A Comparison of Distance and On-Campus Learning Models to Prepare Teachers of Students With Visual Impairments

Sunggye Hong, Irene Topor, Jane Erin

Research output: Contribution to journalArticlepeer-review

Abstract

Introduction: Since the 1970s, many universities and agencies have prepared professionals in visual impairment through distance educational approaches, including concentrated off-campus courses, video and telephone connections, and synchronous or asynchronous online methods. Although online professional preparation in visual impairment has become common, there is little data that compares outcomes of on-campus instruction with distance education methods. This article reports follow-up data from a federally funded graduate university program that prepares teachers of students with visual impairments: It compares results from a survey that describes how on-campus and distance education students perceived the quality of their preparation. Methods: An online survey was sent to 37 bachelor’s degree students who had earned certification as teachers of students with visual impairments. 27 students returned usable surveys, in which they reported relevant demographic information and current job roles. The survey included 13 demographic questions about employment and setting. Eight questions related to general evaluation of their preparation program, and 22 questions related to perceived competence in skills needed to prepare teachers of students with visual impairments. Results: There were few differences between perceptions of students who were prepared in the full-time on-campus model and those who were prepared through distance education. Most respondents were graduates working as itinerant teachers in public schools or specialized school settings. With regard to perceptions of their own skills related to visual impairment, only the item on assistive technology showed a significant difference between the two models. Students in distance education perceived themselves as less well prepared in that area. Discussion: Given the increased shift toward distance learning caused by the COVID-19 virus, the authors suggest that a broad-based national study of outcomes related to distance learning in visual impairment might offer more detailed insights into the quality of teaching produced through distance learning.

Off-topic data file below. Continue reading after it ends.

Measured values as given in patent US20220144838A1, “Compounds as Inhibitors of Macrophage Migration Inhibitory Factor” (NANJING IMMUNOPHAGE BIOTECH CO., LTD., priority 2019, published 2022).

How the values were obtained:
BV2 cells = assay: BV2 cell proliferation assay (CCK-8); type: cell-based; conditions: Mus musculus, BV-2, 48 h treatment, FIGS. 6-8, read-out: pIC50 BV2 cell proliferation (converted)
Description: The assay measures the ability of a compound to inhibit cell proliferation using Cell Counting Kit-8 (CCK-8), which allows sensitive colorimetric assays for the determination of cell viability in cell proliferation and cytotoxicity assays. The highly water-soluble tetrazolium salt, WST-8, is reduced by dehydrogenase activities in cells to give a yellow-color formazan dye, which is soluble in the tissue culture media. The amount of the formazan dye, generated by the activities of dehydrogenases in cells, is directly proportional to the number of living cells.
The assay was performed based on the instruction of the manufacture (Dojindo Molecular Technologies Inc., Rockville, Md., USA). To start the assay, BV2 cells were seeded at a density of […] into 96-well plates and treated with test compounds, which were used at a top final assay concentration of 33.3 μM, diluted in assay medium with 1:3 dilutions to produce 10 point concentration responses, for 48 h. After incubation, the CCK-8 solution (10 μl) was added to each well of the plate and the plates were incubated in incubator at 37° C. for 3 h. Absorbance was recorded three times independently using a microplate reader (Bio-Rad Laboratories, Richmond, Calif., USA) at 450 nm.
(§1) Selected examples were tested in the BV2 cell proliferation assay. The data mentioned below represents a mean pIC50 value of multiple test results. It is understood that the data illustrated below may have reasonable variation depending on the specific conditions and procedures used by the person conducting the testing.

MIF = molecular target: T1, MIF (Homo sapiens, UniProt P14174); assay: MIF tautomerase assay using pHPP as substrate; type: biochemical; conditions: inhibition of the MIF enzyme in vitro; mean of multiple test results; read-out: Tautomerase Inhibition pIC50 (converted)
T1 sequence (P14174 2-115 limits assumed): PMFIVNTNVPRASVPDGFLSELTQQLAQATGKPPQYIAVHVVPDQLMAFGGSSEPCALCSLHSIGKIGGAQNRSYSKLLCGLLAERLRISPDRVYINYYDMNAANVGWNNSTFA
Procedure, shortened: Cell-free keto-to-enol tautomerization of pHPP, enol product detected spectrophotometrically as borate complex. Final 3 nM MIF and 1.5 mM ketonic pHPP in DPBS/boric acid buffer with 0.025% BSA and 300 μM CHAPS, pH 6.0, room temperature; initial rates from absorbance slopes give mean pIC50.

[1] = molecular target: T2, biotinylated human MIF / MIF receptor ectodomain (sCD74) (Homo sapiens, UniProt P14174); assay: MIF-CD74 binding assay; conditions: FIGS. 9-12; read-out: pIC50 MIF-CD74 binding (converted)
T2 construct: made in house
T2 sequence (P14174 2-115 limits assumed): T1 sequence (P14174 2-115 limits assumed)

Original languageEnglish (US)
Pages (from-to)343-353
Number of pages11
JournalJournal of Visual Impairment and Blindness
Volume116
Issue number3
DOIs
StatePublished - May 2022

Keywords

  • distance education
  • learning models
  • personnel preparation
  • teachers of students with visual impairments

ASJC Scopus subject areas

  • Ophthalmology
  • Rehabilitation

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